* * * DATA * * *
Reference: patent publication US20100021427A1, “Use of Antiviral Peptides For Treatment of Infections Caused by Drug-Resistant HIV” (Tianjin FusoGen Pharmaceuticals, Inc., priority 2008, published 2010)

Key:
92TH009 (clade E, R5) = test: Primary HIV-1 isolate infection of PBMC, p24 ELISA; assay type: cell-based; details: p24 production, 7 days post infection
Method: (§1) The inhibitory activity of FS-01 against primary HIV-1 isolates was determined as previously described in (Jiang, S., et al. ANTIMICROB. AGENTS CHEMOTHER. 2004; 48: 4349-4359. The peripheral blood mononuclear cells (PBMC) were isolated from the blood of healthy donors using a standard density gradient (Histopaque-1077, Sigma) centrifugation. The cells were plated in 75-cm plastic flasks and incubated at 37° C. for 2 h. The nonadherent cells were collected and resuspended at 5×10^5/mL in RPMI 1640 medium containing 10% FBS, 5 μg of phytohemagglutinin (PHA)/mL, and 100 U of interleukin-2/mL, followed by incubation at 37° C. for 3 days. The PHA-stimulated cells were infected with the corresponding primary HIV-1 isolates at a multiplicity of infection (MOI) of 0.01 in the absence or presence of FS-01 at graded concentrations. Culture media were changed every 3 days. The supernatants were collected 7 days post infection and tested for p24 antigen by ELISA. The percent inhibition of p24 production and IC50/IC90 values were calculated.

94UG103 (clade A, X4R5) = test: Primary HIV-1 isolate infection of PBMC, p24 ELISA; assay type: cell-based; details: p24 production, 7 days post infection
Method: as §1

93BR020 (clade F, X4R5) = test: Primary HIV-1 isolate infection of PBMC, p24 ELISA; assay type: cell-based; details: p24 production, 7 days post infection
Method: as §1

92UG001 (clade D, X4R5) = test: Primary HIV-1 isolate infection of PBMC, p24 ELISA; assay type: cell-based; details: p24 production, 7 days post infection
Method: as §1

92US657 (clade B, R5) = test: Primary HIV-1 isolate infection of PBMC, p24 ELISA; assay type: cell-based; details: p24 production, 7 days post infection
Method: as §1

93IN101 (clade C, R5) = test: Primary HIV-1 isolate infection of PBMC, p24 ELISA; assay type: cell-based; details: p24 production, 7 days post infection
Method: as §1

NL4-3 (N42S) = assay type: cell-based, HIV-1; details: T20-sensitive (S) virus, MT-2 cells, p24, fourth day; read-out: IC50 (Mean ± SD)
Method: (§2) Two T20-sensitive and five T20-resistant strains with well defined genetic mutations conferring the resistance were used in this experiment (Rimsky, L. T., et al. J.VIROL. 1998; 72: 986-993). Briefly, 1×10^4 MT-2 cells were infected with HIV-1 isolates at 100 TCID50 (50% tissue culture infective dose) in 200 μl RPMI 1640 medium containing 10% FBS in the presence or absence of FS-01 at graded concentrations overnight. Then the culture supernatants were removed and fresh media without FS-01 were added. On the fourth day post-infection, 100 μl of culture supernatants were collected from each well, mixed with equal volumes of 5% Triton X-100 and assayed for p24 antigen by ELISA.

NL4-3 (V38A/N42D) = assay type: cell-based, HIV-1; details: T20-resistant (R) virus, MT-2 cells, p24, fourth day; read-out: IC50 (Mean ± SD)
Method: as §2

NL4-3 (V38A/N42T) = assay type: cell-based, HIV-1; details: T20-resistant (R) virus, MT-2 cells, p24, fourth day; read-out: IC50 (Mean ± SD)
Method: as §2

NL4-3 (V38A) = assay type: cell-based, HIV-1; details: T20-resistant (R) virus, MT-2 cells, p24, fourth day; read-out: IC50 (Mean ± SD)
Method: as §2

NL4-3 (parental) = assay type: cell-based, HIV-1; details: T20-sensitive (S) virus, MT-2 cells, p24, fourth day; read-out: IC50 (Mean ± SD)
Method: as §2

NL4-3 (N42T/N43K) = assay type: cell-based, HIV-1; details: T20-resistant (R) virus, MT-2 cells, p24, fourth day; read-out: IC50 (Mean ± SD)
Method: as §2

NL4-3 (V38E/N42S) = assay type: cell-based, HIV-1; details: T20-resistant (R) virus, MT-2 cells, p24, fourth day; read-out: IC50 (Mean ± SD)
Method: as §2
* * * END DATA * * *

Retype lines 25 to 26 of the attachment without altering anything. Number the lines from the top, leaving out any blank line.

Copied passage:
NL4-3 (N42T/N43K) = assay type: cell-based, HIV-1; details: T20-resistant (R) virus, MT-2 cells, p24, fourth day; read-out: IC50 (Mean ± SD)
Method: as §2